The two laws of motion for boy's are motivation and accountability. Too much of one or not enough of the other can produce undesired leverage in the wrong direction. The balance of motivation and accountability needed to move us forward are different for everyone. But, a general rule is that boys like more adventure than paperwork. So depending on the boy, sometimes we need to be cleaver in turning the paperwork into adventure.

 

Barry

 

Exactly what the SPL said to a degree. This exercise is to find out HOW to make that (turn paperwork in to adventure) happen. ;)

  • Upvote 1

Share this post


Link to post
Share on other sites

One of the problems with management organizational efforts is the paperwork bureaucracy it entails.

 

I have an ASM that deals with ALL the paperwork for the troop.  I can do it, but I totally hate paperwork.  I have develped templates for the boys so they can, if they wish, make use of it.  Some use it, others don't.  It all depends on the leader and his style of leadership.  If I were selected to be PL for a patrol, the first thing I would work on is getting one of my buddies on board as patrol Scribe.  The paperwork needed would focus only on patrol needs.  If 3 boys accomplished an advancement, the Scribe can either write it down on a piece of paper, or go over to the Advancement ASM and work with him with getting it recorded properly.  Either way, the Scribe is taking care of his boys.  Learning what it takes to get the job done is something the Scribe has to figure out relative to his own leadership style.  He's going to screw it up sometimes, and as time passes, he'll get better at it.  If it takes a piece of paper to do that, fine, if not, that's fine too.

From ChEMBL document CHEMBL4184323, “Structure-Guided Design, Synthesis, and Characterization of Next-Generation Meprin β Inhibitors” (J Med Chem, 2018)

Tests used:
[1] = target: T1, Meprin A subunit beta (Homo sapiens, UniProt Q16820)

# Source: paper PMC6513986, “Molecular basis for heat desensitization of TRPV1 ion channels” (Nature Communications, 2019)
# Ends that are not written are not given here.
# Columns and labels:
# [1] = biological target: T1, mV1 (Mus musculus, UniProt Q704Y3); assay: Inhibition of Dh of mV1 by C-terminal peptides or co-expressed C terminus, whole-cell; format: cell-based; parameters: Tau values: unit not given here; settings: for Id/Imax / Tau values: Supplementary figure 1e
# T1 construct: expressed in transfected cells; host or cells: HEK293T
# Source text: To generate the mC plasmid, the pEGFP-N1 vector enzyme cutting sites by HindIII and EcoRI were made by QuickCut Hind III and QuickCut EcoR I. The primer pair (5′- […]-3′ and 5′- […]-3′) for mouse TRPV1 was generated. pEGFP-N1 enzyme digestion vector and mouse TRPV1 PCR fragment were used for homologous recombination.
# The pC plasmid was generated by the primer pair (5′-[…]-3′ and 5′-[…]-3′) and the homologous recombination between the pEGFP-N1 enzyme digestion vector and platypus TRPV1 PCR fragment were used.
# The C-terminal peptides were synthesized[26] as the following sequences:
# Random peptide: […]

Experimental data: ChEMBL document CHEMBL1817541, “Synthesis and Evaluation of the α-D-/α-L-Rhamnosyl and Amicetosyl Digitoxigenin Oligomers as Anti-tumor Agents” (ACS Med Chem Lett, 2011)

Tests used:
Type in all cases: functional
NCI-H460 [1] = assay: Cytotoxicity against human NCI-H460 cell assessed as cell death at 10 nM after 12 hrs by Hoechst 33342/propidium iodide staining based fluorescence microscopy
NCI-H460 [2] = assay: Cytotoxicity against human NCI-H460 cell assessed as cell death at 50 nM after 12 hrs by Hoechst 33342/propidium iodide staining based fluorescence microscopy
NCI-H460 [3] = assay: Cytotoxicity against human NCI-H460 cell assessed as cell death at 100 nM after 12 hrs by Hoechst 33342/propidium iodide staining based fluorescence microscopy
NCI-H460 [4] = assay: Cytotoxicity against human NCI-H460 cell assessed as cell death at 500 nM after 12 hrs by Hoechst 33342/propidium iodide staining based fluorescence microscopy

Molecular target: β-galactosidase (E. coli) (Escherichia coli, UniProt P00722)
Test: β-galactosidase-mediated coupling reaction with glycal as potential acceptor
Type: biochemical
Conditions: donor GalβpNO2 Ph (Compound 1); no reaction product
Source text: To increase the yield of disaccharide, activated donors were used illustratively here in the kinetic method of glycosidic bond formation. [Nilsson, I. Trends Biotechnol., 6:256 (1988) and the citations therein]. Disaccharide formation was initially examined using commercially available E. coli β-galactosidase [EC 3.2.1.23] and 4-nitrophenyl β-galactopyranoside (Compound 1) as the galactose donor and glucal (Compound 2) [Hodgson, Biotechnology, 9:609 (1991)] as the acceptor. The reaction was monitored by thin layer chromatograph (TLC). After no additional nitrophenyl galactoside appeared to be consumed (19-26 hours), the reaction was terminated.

Paperwork is necessary in my book, never fun, nothing is ever going to make it fun, but I do it because it's necessary.  I do it because my boys depend on me doing it.  Nothing more, nothing less.

Share this post


Link to post
Share on other sites

Paperwork is necessary in my book, never fun, nothing is ever going to make it fun, but I do it because it's necessary.  I do it because my boys depend on me doing it.  Nothing more, nothing less.

But this is not paperwork really, is it? And let's be real, this does not take more than 30 mins to put together. It documents how the meeting will be run. It allows the PL to have a document to point to and share with his APL in case he's sick and cannot make the meeting. It forces them to think through how something will be taught. The process of thinking through such activities helps them handle all other aspects of Scouting.

 

Are we really so adverse to planning a meeting that we want to allow the boys to wing it? What about all the planning and documentation you need to do for the MBs (hiking, backpacking, personal mgmt, eprep, etc.). Let's not forget, these guys are challenged with some pretty advanced planning stuff by the time they are PL and First Class.

 

All we are talking about is a little prep work and some research and notes on how the meeting will run. Simple template. Resources that practically plan the meeting and games for them. These guys can handle a little "paperwork". ;)

 

4570827.jpg?728

Edited by Krampus

Share this post


Link to post
Share on other sites